중앙데일리

Political firefight flares over remark on capital

Jan 30,2004
Opposition parties reacted angrily yesterday to a comment by President Roh Moo-hyun that the transfer of the national government out of Seoul would herald an important change in the country’s leadership.
In Thursday’s event held at Daejeon Government Complex Mr. Roh said, “Moving the administrative capital means a change of the ruling forces.” He then added, “If you browse through history books, new leadership moved capitals so that they could take root in a new land, away from the turf of the old leadership.”
As late as Jan. 14, Mr. Roh has downplayed the significance of his plan to relocate the capital to an undecided city in the Chungcheong provinces. Aware of public resistance to moving government agencies and the National Assembly out of Seoul, he had stressed that the new administrative capital would be a theme-city with a population of around 500,000.
The changed nuance of Mr. Roh’s wording added to the controversy stirred by the venue of the event. His detractors called the event, in which the president unveiled his blueprint of lessening the concentration of business and politics in Seoul and diversifying it to others regions, as a get-out-the-vote function.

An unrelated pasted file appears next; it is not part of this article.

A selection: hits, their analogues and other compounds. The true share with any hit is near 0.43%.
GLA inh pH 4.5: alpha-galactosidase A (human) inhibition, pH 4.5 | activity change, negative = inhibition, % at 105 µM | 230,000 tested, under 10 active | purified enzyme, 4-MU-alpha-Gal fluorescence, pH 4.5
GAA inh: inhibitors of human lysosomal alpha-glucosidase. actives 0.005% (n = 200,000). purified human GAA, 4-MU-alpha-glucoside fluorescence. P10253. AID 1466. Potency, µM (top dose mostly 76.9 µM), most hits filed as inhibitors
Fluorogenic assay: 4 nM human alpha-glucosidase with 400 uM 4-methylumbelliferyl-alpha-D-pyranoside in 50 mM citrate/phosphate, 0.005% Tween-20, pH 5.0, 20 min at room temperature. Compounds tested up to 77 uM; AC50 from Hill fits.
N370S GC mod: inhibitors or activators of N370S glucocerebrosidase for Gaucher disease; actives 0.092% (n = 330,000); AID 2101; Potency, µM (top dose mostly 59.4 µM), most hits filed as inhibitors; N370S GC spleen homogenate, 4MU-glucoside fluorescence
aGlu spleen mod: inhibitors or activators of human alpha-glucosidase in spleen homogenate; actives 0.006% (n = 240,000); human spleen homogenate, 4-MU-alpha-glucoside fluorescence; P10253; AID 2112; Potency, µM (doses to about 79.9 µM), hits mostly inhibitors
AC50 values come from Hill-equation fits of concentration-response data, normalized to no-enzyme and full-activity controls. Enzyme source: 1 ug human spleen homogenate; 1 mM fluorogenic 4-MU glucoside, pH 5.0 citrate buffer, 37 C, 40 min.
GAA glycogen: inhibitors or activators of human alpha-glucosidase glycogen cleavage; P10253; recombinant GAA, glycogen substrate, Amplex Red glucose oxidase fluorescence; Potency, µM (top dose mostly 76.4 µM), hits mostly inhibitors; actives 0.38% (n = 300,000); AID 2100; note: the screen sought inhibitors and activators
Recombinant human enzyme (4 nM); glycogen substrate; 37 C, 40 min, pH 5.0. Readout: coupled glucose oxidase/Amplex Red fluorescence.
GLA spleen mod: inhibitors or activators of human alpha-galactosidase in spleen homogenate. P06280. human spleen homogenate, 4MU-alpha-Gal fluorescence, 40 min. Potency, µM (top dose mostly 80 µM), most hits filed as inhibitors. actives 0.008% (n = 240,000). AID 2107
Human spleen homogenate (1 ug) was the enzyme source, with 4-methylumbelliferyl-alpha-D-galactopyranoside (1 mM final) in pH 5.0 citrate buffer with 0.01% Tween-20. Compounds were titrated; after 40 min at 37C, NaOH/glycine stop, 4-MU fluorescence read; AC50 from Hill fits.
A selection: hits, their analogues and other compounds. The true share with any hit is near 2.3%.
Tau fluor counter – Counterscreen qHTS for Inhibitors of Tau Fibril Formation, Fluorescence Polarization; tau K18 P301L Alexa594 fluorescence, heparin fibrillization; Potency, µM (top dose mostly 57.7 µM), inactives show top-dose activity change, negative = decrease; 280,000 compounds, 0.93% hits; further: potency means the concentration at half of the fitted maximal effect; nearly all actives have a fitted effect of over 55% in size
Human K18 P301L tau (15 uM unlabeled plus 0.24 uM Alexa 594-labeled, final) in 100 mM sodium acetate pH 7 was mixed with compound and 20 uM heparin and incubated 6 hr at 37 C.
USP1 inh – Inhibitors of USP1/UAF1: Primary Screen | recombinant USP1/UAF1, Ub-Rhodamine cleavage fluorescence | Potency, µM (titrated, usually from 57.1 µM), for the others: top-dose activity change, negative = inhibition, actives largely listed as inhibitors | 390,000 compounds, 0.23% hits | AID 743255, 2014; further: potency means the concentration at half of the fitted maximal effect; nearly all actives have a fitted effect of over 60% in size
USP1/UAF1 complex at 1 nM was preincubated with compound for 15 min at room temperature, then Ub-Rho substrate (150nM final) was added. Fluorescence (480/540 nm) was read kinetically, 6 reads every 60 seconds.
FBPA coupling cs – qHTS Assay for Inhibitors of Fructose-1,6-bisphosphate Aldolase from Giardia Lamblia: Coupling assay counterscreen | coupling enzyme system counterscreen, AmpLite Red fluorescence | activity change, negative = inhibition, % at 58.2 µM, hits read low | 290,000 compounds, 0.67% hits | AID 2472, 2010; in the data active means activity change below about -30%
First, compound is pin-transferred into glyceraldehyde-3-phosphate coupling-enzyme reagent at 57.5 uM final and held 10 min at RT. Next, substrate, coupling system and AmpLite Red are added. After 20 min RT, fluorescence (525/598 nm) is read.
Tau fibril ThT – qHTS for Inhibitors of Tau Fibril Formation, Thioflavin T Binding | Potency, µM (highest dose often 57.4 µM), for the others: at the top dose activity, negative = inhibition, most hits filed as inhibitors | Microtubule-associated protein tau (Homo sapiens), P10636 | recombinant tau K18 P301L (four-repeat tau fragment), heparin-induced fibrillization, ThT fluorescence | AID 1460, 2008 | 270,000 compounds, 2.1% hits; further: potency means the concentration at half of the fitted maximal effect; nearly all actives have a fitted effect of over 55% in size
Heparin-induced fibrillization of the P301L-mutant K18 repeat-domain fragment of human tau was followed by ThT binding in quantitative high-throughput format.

“His words are like lines of the television drama about Gungye, king of a splinter 10th-century Korean dynasty. Is he attempting a revolution or what?” said Chairman Chough Soon-hyung of the Millennium Democratic Party. He was referring to the post-Goguryeo dynasty (901-918 A.D.), founded by Gungye, who moved its capital from Gaeseong, which is now in North Korea, to Cheorwon in Gangwon province.
“Our party will examine thoroughly what he meant by that at the February session in the National Assembly,” Mr. Chough said.
The Blue House spokesman, Yoon Tai-young, said that the comment was a figure of speech to stress the importance of growing regions and localities relatively lagging behind Seoul.


by Lee Sang-il


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